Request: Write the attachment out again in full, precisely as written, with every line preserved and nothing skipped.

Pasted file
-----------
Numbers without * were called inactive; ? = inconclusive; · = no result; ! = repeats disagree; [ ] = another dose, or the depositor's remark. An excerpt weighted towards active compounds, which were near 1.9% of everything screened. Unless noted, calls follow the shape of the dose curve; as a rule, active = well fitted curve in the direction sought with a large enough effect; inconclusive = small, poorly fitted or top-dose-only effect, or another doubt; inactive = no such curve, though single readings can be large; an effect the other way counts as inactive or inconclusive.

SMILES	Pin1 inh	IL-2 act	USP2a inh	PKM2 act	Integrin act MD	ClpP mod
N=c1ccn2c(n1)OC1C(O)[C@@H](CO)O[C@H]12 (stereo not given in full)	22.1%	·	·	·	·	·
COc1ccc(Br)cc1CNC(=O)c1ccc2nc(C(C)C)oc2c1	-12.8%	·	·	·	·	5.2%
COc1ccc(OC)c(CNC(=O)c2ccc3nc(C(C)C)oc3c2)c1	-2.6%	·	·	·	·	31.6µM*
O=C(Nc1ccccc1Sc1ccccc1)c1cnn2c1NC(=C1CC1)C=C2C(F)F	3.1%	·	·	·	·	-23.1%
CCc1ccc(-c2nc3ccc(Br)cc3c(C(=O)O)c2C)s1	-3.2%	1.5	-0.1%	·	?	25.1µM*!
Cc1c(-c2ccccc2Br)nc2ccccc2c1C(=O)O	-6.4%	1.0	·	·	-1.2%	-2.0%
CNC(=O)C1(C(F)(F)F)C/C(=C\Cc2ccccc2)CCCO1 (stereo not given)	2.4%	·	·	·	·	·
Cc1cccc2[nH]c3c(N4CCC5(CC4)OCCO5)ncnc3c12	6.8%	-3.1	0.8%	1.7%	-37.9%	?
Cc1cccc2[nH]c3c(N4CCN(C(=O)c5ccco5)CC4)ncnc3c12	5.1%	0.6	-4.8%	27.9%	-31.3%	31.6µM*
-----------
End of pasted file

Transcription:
Numbers without * were called inactive; ? = inconclusive; · = no result; ! = repeats disagree; [ ] = another dose, or the depositor's remark. An excerpt weighted towards active compounds, which were near 1.9% of everything screened. Unless noted, calls follow the shape of the dose curve; as a rule, active = well fitted curve in the direction sought with a large enough effect; inconclusive = small, poorly fitted or top-dose-only effect, or another doubt; inactive = no such curve, though single readings can be large; an effect the other way counts as inactive or inconclusive.

SMILES	Pin1 inh	IL-2 act	USP2a inh	PKM2 act	Integrin act MD	ClpP mod
N=c1ccn2c(n1)OC1C(O)[C@@H](CO)O[C@H]12 (stereo not given in full)	22.1%	·	·	·	·	·
COc1ccc(Br)cc1CNC(=O)c1ccc2nc(C(C)C)oc2c1	-12.8%	·	·	·	·	5.2%
COc1ccc(OC)c(CNC(=O)c2ccc3nc(C(C)C)oc3c2)c1	-2.6%	·	·	·	·	31.6µM*
O=C(Nc1ccccc1Sc1ccccc1)c1cnn2c1NC(=C1CC1)C=C2C(F)F	3.1%	·	·	·	·	-23.1%
CCc1ccc(-c2nc3ccc(Br)cc3c(C(=O)O)c2C)s1	-3.2%	1.5	-0.1%	·	?	25.1µM*!
Cc1c(-c2ccccc2Br)nc2ccccc2c1C(=O)O	-6.4%	1.0	·	·	-1.2%	-2.0%
CNC(=O)C1(C(F)(F)F)C/C(=C\Cc2ccccc2)CCCO1 (stereo not given)	2.4%	·	·	·	·	·
Cc1cccc2[nH]c3c(N4CCC5(CC4)OCCO5)ncnc3c12	6.8%	-3.1	0.8%	1.7%	-37.9%	?
Cc1cccc2[nH]c3c(N4CCN(C(=O)c5ccco5)CC4)ncnc3c12	5.1%	0.6	-4.8%	27.9%	-31.3%	31.6µM*